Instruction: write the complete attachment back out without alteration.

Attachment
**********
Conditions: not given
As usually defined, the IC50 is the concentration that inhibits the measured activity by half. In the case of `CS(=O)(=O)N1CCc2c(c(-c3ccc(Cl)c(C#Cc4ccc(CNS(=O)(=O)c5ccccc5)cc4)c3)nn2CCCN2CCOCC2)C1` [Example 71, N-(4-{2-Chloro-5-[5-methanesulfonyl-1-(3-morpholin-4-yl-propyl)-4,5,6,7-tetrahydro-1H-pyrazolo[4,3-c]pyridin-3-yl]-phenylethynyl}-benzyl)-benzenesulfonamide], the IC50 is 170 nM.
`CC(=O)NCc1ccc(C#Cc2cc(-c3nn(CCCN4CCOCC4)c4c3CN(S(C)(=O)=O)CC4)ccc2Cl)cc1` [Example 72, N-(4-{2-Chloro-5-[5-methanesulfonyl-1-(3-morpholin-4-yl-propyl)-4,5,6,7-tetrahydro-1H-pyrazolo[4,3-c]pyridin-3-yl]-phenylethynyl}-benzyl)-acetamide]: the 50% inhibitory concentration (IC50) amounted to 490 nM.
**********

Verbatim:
Conditions: not given
As usually defined, the IC50 is the concentration that inhibits the measured activity by half. In the case of `CS(=O)(=O)N1CCc2c(c(-c3ccc(Cl)c(C#Cc4ccc(CNS(=O)(=O)c5ccccc5)cc4)c3)nn2CCCN2CCOCC2)C1` [Example 71, N-(4-{2-Chloro-5-[5-methanesulfonyl-1-(3-morpholin-4-yl-propyl)-4,5,6,7-tetrahydro-1H-pyrazolo[4,3-c]pyridin-3-yl]-phenylethynyl}-benzyl)-benzenesulfonamide], the IC50 is 170 nM.
`CC(=O)NCc1ccc(C#Cc2cc(-c3nn(CCCN4CCOCC4)c4c3CN(S(C)(=O)=O)CC4)ccc2Cl)cc1` [Example 72, N-(4-{2-Chloro-5-[5-methanesulfonyl-1-(3-morpholin-4-yl-propyl)-4,5,6,7-tetrahydro-1H-pyrazolo[4,3-c]pyridin-3-yl]-phenylethynyl}-benzyl)-acetamide]: the 50% inhibitory concentration (IC50) amounted to 490 nM.